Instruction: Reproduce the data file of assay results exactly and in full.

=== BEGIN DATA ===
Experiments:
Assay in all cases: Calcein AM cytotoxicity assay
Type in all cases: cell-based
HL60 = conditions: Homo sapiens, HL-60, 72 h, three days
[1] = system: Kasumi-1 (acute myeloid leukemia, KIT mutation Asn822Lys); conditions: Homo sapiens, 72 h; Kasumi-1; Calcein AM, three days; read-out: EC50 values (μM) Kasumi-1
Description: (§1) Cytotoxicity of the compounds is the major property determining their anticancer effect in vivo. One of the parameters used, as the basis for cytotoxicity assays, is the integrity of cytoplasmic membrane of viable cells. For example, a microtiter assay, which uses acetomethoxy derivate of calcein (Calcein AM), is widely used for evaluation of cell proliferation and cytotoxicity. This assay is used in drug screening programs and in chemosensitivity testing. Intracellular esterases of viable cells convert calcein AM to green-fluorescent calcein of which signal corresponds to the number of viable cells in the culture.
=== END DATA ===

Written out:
Experiments:
Assay in all cases: Calcein AM cytotoxicity assay
Type in all cases: cell-based
HL60 = conditions: Homo sapiens, HL-60, 72 h, three days
[1] = system: Kasumi-1 (acute myeloid leukemia, KIT mutation Asn822Lys); conditions: Homo sapiens, 72 h; Kasumi-1; Calcein AM, three days; read-out: EC50 values (μM) Kasumi-1
Description: (§1) Cytotoxicity of the compounds is the major property determining their anticancer effect in vivo. One of the parameters used, as the basis for cytotoxicity assays, is the integrity of cytoplasmic membrane of viable cells. For example, a microtiter assay, which uses acetomethoxy derivate of calcein (Calcein AM), is widely used for evaluation of cell proliferation and cytotoxicity. This assay is used in drug screening programs and in chemosensitivity testing. Intracellular esterases of viable cells convert calcein AM to green-fluorescent calcein of which signal corresponds to the number of viable cells in the culture.